Volcano erupts in southern Chile

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Saturday, April 25, 2015

Satellite image of Calbuco ash plume on Thursday.
Image: NOAA/NASA.

The Calbuco volcano in Southern Chile erupted twice on Wednesday. It was the first major eruption of the volcano in over fifty years.

The Chilean National Geology and Mining Service said the second eruption was more powerful than the first. By reports, the first eruption caused some regional panic. Emergency officials had very little time to alert local residents because of its abruptness.

The Chilean interior ministry said over 4,000 people were evacuated. The volcanic ash rose upward over six miles and has caused flight cancellations. According to Chilean health ministry sanitary planning division head Bernardo Martorell, the ash could cause water pollution and eye and skin infections. As of yesterday, Associated Press said no-one was reported injured as a result of the eruption. But on Thursday a ministry official said they fear another eruption may occur.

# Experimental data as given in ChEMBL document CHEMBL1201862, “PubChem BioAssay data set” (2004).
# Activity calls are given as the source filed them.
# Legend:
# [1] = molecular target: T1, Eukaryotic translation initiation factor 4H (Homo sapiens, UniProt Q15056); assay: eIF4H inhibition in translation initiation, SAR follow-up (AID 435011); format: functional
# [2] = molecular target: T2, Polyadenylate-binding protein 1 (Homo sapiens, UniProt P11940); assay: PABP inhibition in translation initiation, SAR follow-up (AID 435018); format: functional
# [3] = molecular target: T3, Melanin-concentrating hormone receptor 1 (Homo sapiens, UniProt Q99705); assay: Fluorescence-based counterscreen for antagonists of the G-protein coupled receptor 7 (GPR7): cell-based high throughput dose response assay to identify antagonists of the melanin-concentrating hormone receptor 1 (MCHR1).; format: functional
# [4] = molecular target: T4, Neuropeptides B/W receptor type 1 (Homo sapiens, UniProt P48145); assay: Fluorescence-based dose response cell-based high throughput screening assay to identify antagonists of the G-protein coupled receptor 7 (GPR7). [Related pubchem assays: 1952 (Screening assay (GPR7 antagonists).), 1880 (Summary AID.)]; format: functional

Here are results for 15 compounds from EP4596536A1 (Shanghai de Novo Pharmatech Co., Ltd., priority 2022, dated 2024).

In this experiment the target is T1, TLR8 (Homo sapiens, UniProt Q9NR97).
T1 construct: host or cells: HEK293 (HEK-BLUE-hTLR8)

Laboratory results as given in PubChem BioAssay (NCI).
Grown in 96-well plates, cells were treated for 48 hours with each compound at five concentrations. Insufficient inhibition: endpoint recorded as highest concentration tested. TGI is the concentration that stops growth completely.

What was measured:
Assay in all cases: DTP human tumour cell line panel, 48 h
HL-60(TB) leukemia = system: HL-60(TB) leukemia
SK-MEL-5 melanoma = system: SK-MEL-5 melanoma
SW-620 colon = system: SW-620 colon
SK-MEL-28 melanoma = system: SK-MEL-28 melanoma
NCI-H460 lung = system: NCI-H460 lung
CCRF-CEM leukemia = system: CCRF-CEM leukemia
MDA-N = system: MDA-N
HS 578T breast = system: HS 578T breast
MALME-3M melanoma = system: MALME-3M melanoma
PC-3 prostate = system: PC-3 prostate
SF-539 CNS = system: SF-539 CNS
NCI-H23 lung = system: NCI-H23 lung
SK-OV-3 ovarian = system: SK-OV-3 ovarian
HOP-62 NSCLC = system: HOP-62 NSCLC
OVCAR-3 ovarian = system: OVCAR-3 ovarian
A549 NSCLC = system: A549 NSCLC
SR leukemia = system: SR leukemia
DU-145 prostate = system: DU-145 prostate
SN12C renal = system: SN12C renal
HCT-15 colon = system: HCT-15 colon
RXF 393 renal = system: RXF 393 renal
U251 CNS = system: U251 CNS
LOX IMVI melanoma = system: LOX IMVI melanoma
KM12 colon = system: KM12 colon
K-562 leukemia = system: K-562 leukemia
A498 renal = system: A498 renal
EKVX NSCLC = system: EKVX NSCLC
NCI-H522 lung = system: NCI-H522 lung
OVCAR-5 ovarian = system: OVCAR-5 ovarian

This was not the only volcanic eruption in the region in recent years. Another volcano in Southern Chile erupted in back in 2011. Due to that violent eruption, hundreds of flights were cancelled and over 3,000 people evacuated.

The 6,500 foot volcano is reportedly among the three most hazardous in Chile.


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